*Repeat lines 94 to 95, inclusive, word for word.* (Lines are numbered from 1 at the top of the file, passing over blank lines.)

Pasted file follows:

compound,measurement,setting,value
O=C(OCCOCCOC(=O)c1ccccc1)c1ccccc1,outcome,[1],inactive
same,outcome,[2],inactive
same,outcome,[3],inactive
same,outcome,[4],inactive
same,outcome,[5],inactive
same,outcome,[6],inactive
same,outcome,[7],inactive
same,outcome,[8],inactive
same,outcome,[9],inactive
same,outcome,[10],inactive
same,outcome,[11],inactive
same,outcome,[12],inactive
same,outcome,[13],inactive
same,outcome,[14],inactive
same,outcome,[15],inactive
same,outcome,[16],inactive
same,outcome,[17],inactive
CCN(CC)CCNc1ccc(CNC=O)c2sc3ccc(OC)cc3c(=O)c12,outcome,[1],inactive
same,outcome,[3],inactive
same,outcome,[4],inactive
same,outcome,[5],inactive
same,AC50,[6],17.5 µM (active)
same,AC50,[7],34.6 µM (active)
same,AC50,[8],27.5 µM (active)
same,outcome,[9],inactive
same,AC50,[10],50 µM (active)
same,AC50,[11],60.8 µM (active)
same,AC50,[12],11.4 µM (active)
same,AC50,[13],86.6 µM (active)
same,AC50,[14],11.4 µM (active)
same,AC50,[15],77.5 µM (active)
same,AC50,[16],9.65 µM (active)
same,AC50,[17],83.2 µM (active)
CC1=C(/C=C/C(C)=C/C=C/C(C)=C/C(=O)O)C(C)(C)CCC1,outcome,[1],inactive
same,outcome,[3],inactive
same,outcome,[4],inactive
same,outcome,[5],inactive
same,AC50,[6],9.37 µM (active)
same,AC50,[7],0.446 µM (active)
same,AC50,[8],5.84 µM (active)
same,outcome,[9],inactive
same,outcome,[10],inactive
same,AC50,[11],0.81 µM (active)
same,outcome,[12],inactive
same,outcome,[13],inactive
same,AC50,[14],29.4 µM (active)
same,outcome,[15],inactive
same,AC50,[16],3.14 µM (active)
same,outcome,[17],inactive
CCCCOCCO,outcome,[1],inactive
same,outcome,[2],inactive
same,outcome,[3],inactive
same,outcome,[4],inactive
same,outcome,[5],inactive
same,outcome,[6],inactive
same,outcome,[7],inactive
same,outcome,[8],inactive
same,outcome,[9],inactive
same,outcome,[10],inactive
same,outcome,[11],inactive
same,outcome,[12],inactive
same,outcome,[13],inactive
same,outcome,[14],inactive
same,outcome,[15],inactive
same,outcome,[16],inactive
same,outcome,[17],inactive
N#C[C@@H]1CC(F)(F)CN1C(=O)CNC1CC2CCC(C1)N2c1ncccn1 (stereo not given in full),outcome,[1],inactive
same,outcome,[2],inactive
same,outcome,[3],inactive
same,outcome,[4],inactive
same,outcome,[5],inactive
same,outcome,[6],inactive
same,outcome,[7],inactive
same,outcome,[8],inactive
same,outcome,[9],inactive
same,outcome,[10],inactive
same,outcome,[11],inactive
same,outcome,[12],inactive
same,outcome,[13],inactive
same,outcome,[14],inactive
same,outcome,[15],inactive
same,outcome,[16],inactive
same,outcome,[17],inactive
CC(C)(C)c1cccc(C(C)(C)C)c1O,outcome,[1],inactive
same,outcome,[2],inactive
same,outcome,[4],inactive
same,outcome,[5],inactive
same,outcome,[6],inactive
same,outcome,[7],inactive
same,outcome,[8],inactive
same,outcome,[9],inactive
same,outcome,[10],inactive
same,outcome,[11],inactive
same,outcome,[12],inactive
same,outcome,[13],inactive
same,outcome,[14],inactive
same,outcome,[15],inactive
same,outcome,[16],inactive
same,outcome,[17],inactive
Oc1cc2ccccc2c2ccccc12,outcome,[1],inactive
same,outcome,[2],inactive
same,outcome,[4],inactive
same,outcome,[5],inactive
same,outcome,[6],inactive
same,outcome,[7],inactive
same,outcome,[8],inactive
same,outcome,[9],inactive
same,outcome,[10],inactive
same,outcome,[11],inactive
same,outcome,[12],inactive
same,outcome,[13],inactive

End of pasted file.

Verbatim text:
same,outcome,[11],inactive
same,outcome,[12],inactive